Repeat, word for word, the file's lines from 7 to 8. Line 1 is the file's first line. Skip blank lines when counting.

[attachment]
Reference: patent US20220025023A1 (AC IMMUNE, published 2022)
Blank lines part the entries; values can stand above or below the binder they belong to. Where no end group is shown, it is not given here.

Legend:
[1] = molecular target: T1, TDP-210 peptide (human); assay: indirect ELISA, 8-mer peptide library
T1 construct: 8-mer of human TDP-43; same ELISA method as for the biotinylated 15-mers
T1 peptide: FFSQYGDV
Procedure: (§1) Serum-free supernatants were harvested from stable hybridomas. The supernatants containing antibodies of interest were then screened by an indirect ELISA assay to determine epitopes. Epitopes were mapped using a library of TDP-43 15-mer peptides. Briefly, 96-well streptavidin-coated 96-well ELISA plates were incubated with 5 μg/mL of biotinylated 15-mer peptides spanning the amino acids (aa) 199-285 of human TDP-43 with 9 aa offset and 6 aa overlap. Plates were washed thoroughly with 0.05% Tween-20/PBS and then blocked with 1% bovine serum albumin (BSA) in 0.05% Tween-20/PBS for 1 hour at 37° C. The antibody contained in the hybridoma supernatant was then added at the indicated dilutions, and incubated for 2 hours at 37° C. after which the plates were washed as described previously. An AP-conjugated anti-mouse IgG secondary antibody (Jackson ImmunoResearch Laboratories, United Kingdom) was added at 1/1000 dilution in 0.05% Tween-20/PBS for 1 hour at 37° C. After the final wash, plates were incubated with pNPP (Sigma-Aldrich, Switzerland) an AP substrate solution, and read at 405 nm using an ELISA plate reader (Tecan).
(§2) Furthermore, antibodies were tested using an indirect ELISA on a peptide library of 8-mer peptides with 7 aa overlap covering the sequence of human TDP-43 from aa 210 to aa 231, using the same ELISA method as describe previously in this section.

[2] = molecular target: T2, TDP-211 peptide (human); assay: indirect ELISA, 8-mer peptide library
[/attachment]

Procedure: (§1) Serum-free supernatants were harvested from stable hybridomas. The supernatants containing antibodies of interest were then screened by an indirect ELISA assay to determine epitopes. Epitopes were mapped using a library of TDP-43 15-mer peptides. Briefly, 96-well streptavidin-coated 96-well ELISA plates were incubated with 5 μg/mL of biotinylated 15-mer peptides spanning the amino acids (aa) 199-285 of human TDP-43 with 9 aa offset and 6 aa overlap. Plates were washed thoroughly with 0.05% Tween-20/PBS and then blocked with 1% bovine serum albumin (BSA) in 0.05% Tween-20/PBS for 1 hour at 37° C. The antibody contained in the hybridoma supernatant was then added at the indicated dilutions, and incubated for 2 hours at 37° C. after which the plates were washed as described previously. An AP-conjugated anti-mouse IgG secondary antibody (Jackson ImmunoResearch Laboratories, United Kingdom) was added at 1/1000 dilution in 0.05% Tween-20/PBS for 1 hour at 37° C. After the final wash, plates were incubated with pNPP (Sigma-Aldrich, Switzerland) an AP substrate solution, and read at 405 nm using an ELISA plate reader (Tecan).
(§2) Furthermore, antibodies were tested using an indirect ELISA on a peptide library of 8-mer peptides with 7 aa overlap covering the sequence of human TDP-43 from aa 210 to aa 231, using the same ELISA method as describe previously in this section.